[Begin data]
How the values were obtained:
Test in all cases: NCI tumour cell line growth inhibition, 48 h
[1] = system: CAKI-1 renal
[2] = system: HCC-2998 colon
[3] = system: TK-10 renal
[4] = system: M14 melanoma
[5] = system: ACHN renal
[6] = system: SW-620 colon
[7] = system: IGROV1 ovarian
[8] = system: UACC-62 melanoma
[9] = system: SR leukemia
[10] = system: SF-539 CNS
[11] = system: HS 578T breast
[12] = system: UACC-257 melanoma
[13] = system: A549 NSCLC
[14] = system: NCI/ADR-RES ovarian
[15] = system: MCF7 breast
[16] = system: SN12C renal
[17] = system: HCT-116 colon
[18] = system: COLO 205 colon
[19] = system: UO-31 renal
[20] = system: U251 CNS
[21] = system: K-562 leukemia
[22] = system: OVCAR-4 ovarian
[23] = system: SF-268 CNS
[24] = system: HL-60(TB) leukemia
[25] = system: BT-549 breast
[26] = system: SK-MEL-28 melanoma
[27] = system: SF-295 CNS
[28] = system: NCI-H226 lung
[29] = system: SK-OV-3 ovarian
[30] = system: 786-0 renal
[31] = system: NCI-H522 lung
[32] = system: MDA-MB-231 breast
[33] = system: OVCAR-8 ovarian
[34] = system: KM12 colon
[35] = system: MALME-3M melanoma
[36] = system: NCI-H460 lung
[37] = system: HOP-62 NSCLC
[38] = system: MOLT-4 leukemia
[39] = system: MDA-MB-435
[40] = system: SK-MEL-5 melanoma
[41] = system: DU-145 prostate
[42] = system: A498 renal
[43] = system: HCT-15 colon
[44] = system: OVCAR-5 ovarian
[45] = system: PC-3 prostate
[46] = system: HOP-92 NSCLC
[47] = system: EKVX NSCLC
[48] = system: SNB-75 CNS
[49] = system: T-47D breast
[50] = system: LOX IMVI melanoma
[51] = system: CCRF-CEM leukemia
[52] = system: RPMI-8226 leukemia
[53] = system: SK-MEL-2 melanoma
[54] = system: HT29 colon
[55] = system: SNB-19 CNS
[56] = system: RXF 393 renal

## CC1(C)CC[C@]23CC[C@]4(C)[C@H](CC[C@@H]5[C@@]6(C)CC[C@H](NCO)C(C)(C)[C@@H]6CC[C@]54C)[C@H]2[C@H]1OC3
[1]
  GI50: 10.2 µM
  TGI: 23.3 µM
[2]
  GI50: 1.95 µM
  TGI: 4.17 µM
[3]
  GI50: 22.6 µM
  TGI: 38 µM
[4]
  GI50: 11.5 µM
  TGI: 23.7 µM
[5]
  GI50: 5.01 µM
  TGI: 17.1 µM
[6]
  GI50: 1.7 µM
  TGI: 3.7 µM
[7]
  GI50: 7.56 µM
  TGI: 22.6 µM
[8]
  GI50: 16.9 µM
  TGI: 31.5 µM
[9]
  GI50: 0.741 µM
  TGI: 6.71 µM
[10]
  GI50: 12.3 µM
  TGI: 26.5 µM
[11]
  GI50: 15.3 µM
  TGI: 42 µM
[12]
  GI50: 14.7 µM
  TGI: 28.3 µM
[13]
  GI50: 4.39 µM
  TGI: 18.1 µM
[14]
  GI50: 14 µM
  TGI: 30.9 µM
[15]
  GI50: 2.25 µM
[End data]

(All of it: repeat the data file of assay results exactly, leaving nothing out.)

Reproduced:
How the values were obtained:
Test in all cases: NCI tumour cell line growth inhibition, 48 h
[1] = system: CAKI-1 renal
[2] = system: HCC-2998 colon
[3] = system: TK-10 renal
[4] = system: M14 melanoma
[5] = system: ACHN renal
[6] = system: SW-620 colon
[7] = system: IGROV1 ovarian
[8] = system: UACC-62 melanoma
[9] = system: SR leukemia
[10] = system: SF-539 CNS
[11] = system: HS 578T breast
[12] = system: UACC-257 melanoma
[13] = system: A549 NSCLC
[14] = system: NCI/ADR-RES ovarian
[15] = system: MCF7 breast
[16] = system: SN12C renal
[17] = system: HCT-116 colon
[18] = system: COLO 205 colon
[19] = system: UO-31 renal
[20] = system: U251 CNS
[21] = system: K-562 leukemia
[22] = system: OVCAR-4 ovarian
[23] = system: SF-268 CNS
[24] = system: HL-60(TB) leukemia
[25] = system: BT-549 breast
[26] = system: SK-MEL-28 melanoma
[27] = system: SF-295 CNS
[28] = system: NCI-H226 lung
[29] = system: SK-OV-3 ovarian
[30] = system: 786-0 renal
[31] = system: NCI-H522 lung
[32] = system: MDA-MB-231 breast
[33] = system: OVCAR-8 ovarian
[34] = system: KM12 colon
[35] = system: MALME-3M melanoma
[36] = system: NCI-H460 lung
[37] = system: HOP-62 NSCLC
[38] = system: MOLT-4 leukemia
[39] = system: MDA-MB-435
[40] = system: SK-MEL-5 melanoma
[41] = system: DU-145 prostate
[42] = system: A498 renal
[43] = system: HCT-15 colon
[44] = system: OVCAR-5 ovarian
[45] = system: PC-3 prostate
[46] = system: HOP-92 NSCLC
[47] = system: EKVX NSCLC
[48] = system: SNB-75 CNS
[49] = system: T-47D breast
[50] = system: LOX IMVI melanoma
[51] = system: CCRF-CEM leukemia
[52] = system: RPMI-8226 leukemia
[53] = system: SK-MEL-2 melanoma
[54] = system: HT29 colon
[55] = system: SNB-19 CNS
[56] = system: RXF 393 renal

## CC1(C)CC[C@]23CC[C@]4(C)[C@H](CC[C@@H]5[C@@]6(C)CC[C@H](NCO)C(C)(C)[C@@H]6CC[C@]54C)[C@H]2[C@H]1OC3
[1]
  GI50: 10.2 µM
  TGI: 23.3 µM
[2]
  GI50: 1.95 µM
  TGI: 4.17 µM
[3]
  GI50: 22.6 µM
  TGI: 38 µM
[4]
  GI50: 11.5 µM
  TGI: 23.7 µM
[5]
  GI50: 5.01 µM
  TGI: 17.1 µM
[6]
  GI50: 1.7 µM
  TGI: 3.7 µM
[7]
  GI50: 7.56 µM
  TGI: 22.6 µM
[8]
  GI50: 16.9 µM
  TGI: 31.5 µM
[9]
  GI50: 0.741 µM
  TGI: 6.71 µM
[10]
  GI50: 12.3 µM
  TGI: 26.5 µM
[11]
  GI50: 15.3 µM
  TGI: 42 µM
[12]
  GI50: 14.7 µM
  TGI: 28.3 µM
[13]
  GI50: 4.39 µM
  TGI: 18.1 µM
[14]
  GI50: 14 µM
  TGI: 30.9 µM
[15]
  GI50: 2.25 µM